The best nudges are actually the easiest ones. I’m increasingly of the opinion that the more effort I put into any individual nudge, the lower the ROI. In this vein, company social media is a god send. It gives us a really extraordinary ability to manipulate people at very little effort or cost. The real power of nudges, however, regardless of their type or delivery mechanism is that they feel in the moment to the targeted group of people as spontaneous, organic, natural and relatively painless. A nudge is not a giant call to action or a large event. It is a small, gentle, almost subversive little bump.

 And surely by now you’re already looking suspiciously at this Voice Over entry itself and asking yourself, “Hmm… is Toast nudging me? What’s her objective?” I worry about this topic, frankly, and have questioned myself whether explicitly talking about the topic both on Voice Over and with my internal business peers can actually undermine my nudging efforts. I think inherently, if when know we are being nudged – no, let’s call it a spade a spade – manipulated, are more resistant to the objective? Knowing how the sausage is made, do we become vegetarians?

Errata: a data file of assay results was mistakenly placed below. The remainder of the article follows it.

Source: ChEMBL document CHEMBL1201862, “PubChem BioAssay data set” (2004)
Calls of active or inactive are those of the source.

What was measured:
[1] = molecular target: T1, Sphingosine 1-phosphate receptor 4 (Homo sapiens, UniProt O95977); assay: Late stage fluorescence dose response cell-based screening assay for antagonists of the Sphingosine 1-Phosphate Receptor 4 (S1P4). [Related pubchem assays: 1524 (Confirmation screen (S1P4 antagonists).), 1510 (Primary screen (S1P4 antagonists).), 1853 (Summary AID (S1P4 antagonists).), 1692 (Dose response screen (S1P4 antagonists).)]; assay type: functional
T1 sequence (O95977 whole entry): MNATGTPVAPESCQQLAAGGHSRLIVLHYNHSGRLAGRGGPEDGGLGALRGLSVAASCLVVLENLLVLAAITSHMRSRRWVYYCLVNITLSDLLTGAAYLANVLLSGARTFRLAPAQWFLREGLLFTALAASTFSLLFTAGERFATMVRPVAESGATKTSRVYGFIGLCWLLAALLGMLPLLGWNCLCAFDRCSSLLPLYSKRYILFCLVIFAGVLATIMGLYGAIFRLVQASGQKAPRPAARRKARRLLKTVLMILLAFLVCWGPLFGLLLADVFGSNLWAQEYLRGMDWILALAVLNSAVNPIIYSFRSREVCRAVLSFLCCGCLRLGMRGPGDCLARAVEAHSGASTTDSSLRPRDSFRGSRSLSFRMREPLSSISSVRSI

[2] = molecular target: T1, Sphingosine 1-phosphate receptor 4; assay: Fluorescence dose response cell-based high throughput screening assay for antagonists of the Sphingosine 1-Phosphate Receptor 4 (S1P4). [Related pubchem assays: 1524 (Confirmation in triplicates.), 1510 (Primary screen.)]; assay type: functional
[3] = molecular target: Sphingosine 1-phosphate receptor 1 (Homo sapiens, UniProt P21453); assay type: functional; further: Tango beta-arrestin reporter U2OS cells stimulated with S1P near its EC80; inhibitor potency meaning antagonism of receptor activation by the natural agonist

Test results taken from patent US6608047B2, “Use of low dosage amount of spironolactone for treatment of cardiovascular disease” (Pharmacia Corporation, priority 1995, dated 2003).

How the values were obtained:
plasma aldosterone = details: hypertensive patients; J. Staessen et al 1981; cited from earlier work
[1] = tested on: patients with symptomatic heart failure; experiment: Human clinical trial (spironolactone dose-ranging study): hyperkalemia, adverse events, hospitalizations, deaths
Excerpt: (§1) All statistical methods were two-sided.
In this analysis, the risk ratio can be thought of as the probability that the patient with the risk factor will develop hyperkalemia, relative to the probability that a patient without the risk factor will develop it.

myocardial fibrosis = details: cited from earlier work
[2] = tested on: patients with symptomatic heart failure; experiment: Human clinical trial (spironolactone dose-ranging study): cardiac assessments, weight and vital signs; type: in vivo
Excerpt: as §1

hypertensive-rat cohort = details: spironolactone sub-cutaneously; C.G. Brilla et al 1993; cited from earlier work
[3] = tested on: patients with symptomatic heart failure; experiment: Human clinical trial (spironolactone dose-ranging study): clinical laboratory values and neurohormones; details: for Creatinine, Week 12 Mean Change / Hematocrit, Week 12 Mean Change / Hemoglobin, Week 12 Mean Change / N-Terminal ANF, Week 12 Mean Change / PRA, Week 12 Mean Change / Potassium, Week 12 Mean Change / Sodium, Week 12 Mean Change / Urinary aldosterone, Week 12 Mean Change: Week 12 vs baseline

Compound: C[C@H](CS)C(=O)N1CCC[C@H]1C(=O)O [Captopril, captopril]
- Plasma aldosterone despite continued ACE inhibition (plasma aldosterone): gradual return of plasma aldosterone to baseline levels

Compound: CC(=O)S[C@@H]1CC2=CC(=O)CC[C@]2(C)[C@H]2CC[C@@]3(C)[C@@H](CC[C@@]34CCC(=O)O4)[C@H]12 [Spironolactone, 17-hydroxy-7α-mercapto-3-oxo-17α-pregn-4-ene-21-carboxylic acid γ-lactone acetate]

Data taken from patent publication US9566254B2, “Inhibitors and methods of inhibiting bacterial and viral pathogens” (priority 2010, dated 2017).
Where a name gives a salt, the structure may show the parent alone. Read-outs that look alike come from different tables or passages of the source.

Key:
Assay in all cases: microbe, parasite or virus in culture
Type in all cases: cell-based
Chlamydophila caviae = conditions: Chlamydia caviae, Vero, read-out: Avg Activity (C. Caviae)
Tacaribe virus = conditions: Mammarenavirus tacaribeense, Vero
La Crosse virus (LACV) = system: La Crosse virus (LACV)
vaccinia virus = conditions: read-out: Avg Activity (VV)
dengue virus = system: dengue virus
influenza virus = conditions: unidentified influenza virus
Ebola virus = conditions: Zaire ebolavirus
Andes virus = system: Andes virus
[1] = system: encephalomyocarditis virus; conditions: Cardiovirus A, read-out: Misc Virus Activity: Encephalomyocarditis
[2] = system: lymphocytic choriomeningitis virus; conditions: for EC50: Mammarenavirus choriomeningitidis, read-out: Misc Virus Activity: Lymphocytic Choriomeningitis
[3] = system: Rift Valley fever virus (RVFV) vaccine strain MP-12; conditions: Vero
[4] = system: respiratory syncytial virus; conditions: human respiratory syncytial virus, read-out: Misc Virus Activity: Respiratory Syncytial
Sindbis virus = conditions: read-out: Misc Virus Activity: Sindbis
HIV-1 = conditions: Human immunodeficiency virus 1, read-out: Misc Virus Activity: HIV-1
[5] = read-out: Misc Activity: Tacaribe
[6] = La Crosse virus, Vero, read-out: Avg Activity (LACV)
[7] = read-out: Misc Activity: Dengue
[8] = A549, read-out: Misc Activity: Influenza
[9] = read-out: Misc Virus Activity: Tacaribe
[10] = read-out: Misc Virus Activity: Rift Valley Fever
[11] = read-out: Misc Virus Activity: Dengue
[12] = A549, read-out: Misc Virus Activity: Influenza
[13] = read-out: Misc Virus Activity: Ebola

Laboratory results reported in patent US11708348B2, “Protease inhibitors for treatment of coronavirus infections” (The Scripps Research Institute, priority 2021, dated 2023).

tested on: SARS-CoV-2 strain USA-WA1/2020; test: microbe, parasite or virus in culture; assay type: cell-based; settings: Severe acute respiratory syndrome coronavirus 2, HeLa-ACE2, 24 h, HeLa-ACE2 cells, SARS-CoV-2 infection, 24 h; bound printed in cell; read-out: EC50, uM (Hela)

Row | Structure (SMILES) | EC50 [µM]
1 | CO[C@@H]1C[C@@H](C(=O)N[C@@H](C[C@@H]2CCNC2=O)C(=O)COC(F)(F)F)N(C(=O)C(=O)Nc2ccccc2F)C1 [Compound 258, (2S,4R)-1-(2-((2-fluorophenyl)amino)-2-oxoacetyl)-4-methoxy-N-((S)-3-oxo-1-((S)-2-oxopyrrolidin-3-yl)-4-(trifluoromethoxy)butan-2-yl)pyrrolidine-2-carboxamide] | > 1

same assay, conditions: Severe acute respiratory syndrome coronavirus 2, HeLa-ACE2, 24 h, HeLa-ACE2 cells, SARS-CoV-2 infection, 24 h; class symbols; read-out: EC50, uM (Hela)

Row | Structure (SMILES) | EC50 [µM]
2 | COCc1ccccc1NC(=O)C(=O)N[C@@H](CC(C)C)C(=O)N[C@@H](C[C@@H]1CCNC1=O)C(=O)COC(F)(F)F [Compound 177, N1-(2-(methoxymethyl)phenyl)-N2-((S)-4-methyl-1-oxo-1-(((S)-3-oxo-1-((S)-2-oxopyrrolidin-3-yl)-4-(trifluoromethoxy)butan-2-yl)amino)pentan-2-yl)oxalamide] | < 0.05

This is definitely a risk. If you are responsible for leading or influencing organisational change within a community either at work or in your private life, I urge you to be careful with how above the line you go with nudges as a tool in your leading through change toolkit. The power of a structured, explicit sequence of nudges over a long period of time is truly awesome; I have used this technique effectively through enough iterations that I can promise you it works. It is, frankly, the only way I know that consistently returns a changed core behaviour. However, if everyone knows you are doing it, the magic might disappear forcing you to fall back on bribes, coercion, and outdated leadership models. So sshh. Of all my Voice Over entries, I want this one to have the least circulation.

 “Great things are done by a series of small things brought together.” ~ Vincent Van Gogh